Mercedes’ recent and further recall of diesel vehicles in the UK adds fuel to claims of emissions fraud
Mercedes-Benz’s latest recall of additional diesel vehicles in the UK for an emissions-related software update is a strong indication the manufacturer knows it has a larger dirty diesel problem here, according to lawyers working on a potential group action litigation on behalf of UK Mercedes owners.
London law firm Fox Williams LLP, in collaboration with US class-action law firm Hagens Berman, is building a group claim in England and Wales that will allege Mercedes deliberately engaged in emissions fraud in the sale of its diesel and BlueTec vehicles by programming an emission defeat device during test conditions which limited illegally high, dangerous levels of Nitrogen Oxide (NOx) emissions normally evident in real-world driving conditions.
This follows Hagens Berman’s multi-year investigations of a similar fraud in the US and its successful role in leading a class action lawsuit there which has paid out more than US$700m to US Mercedes owners. Hagens Berman has also been involved in litigation against Volkswagen in the US where it was found that a comparable defeat device was used and again, the firm also secured substantial compensation for US vehicle owners.
As far back as 2018, and on several occasions since then, the German Federal Motor Transport Authority (KBA) has required Daimler to conduct mandatory recalls of Mercedes-Benz vehicles with diesel engines in Europe in order to implement an emissions related software update. Fox Williams’ and Hagens Berman’s legal teams have learned that pursuant to a further KBA order in August 2020, Daimler has now added additional models to the recall exercise (see link and list here). Since as recently as 4 September 2020, Mercedes-Benz has been sending out recall notices to UK Mercedes diesel vehicle owners which prescribes an update to engine control unit software in order to help to “further reduce the average nitrogen oxide emissions while driving on the road.”
The UK recall process is being overseen by the UK DVLA in compliance with the Code of Practice on Defects in the UK.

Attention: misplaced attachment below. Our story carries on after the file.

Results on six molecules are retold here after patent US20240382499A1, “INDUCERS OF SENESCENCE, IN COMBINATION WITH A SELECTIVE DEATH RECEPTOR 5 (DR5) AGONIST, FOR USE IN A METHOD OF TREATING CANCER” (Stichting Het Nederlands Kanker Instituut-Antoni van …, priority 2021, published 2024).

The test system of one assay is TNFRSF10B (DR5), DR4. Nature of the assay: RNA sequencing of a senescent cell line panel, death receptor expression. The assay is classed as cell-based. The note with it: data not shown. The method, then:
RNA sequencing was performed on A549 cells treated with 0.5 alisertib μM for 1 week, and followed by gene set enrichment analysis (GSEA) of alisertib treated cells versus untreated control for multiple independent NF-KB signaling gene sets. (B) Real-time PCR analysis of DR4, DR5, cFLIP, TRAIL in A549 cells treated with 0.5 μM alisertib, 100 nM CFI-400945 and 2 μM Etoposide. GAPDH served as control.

Andrew Hill, the Fox Williams partner who is leading the UK based action, comments: “This latest recall exercise is yet further compelling evidence Mercedes diesel and BlueTec vehicles have a nitrogen oxide problem that needs fixing. Any UK vehicle owners that have the software repair are still eligible to join our claimant group given the alleged deception and fraudulent representation occurred at the original point of sale or subsequent purchase.”
Michael Gallagher, Co-Managing Director of Hagens Berman UK, comments: “The fact Mercedes is doing this at the instruction of the German Transport Authority is telling. Of further note is the scope of the recall. We believe Mercedes is developing software updates for almost the entire Euro 6b and Euro 5 diesel fleet in Europe and that the cheating impacts more vehicles than we originally thought. We absolutely don’t accept Mercedes’ argument that the emissions control system of US vehicles is materially different to European models.”
Fox Williams and Hagens Berman UK had previously appealed to owners of the following Mercedes models powered by BlueTec diesel-fuelled engines and sold from 2008 up to 2018 to register with a view to joining their group action litigation: A-Class, B-Class, C-Class, Citan, CLA, CLS, E-Class, GL-Class, GLA-Class, GLC-Class, GLE-Class, GLS, M-Class, S-Class, SLK, Sprinter, V-Class, and Vito. These models include passenger and commercial vehicles and vans, such as people movers, shuttles and taxis.
Earlier estimates suggested that approx 1.2 million potential claimants owning (or having owned) impacted vehicles purchased in England and Wales have been affected by the Dieselgate scandal, based on Mercedes selling more than 600,000 impacted vehicles here between 2008 and 2018. However, Fox Williams and Hagens Berman now believe this number could be higher if additional models are also likely emitting dirty diesel emissions.
Not only private owners and businesses, such as fleet operators and hire car companies, but also lessees of vehicles affected may be eligible for damages.
Steve Berman, Managing Partner, Hagens Berman and Co-Managing Director Hagens Berman UK comments: “We have already seen Daimler settle with the US authorities and US vehicle owners over its Dieselgate problem. The evidence strongly suggests that Daimler and Mercedes have been involved in similar practices in England and Wales and that British consumers also have a right to compensation for unlawful, deceptive and otherwise defective emission controls implemented by Mercedes.”
Andrew Hill adds: “We believe Mercedes vehicle owners and lessees in England and Wales will likely have good claims for losses caused to them from unwittingly owning or leasing dirty diesels. Compensation could be in the range of £5,000 to £10,000 per vehicle.”